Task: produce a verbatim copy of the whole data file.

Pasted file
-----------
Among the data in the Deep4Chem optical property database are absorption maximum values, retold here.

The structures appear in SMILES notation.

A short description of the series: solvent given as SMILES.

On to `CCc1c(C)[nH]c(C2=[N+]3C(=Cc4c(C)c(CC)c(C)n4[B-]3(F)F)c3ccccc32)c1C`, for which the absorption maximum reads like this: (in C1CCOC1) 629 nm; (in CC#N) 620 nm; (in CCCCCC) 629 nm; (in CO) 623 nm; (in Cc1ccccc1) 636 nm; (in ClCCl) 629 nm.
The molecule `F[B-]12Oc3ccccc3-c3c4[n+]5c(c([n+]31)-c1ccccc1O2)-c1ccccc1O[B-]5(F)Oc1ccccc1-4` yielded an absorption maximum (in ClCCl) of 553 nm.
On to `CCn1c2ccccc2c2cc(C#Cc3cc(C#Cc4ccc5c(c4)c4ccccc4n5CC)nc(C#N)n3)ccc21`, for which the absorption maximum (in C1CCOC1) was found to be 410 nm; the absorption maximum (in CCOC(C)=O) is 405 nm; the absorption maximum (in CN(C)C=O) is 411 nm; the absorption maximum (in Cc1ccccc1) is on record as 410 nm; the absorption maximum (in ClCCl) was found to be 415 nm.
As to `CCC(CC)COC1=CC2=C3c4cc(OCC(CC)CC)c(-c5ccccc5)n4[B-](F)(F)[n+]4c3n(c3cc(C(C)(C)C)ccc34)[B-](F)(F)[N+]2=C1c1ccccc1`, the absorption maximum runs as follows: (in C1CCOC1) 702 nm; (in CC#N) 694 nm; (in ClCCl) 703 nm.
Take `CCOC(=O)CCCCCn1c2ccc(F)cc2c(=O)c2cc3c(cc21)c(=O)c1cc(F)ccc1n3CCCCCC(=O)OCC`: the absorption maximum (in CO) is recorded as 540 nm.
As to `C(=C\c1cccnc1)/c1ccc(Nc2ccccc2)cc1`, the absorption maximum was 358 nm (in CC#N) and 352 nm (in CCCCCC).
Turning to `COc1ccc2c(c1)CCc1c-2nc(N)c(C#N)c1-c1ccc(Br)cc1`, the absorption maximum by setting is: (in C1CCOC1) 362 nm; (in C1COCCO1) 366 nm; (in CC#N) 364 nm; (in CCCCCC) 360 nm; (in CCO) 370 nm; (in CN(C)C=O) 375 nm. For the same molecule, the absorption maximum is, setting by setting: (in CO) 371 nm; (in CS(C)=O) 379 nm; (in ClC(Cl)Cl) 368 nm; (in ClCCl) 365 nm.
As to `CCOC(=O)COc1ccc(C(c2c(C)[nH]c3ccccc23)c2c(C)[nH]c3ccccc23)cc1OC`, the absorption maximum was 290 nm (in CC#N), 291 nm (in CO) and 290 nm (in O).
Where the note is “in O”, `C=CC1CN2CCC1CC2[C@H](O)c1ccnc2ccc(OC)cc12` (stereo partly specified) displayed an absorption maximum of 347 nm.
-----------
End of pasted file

Among the data in the Deep4Chem optical property database are absorption maximum values, retold here.

The structures appear in SMILES notation.

A short description of the series: solvent given as SMILES.

On to `CCc1c(C)[nH]c(C2=[N+]3C(=Cc4c(C)c(CC)c(C)n4[B-]3(F)F)c3ccccc32)c1C`, for which the absorption maximum reads like this: (in C1CCOC1) 629 nm; (in CC#N) 620 nm; (in CCCCCC) 629 nm; (in CO) 623 nm; (in Cc1ccccc1) 636 nm; (in ClCCl) 629 nm.
The molecule `F[B-]12Oc3ccccc3-c3c4[n+]5c(c([n+]31)-c1ccccc1O2)-c1ccccc1O[B-]5(F)Oc1ccccc1-4` yielded an absorption maximum (in ClCCl) of 553 nm.
On to `CCn1c2ccccc2c2cc(C#Cc3cc(C#Cc4ccc5c(c4)c4ccccc4n5CC)nc(C#N)n3)ccc21`, for which the absorption maximum (in C1CCOC1) was found to be 410 nm; the absorption maximum (in CCOC(C)=O) is 405 nm; the absorption maximum (in CN(C)C=O) is 411 nm; the absorption maximum (in Cc1ccccc1) is on record as 410 nm; the absorption maximum (in ClCCl) was found to be 415 nm.
As to `CCC(CC)COC1=CC2=C3c4cc(OCC(CC)CC)c(-c5ccccc5)n4[B-](F)(F)[n+]4c3n(c3cc(C(C)(C)C)ccc34)[B-](F)(F)[N+]2=C1c1ccccc1`, the absorption maximum runs as follows: (in C1CCOC1) 702 nm; (in CC#N) 694 nm; (in ClCCl) 703 nm.
Take `CCOC(=O)CCCCCn1c2ccc(F)cc2c(=O)c2cc3c(cc21)c(=O)c1cc(F)ccc1n3CCCCCC(=O)OCC`: the absorption maximum (in CO) is recorded as 540 nm.
As to `C(=C\c1cccnc1)/c1ccc(Nc2ccccc2)cc1`, the absorption maximum was 358 nm (in CC#N) and 352 nm (in CCCCCC).
Turning to `COc1ccc2c(c1)CCc1c-2nc(N)c(C#N)c1-c1ccc(Br)cc1`, the absorption maximum by setting is: (in C1CCOC1) 362 nm; (in C1COCCO1) 366 nm; (in CC#N) 364 nm; (in CCCCCC) 360 nm; (in CCO) 370 nm; (in CN(C)C=O) 375 nm. For the same molecule, the absorption maximum is, setting by setting: (in CO) 371 nm; (in CS(C)=O) 379 nm; (in ClC(Cl)Cl) 368 nm; (in ClCCl) 365 nm.
As to `CCOC(=O)COc1ccc(C(c2c(C)[nH]c3ccccc23)c2c(C)[nH]c3ccccc23)cc1OC`, the absorption maximum was 290 nm (in CC#N), 291 nm (in CO) and 290 nm (in O).
Where the note is “in O”, `C=CC1CN2CCC1CC2[C@H](O)c1ccnc2ccc(OC)cc12` (stereo partly specified) displayed an absorption maximum of 347 nm.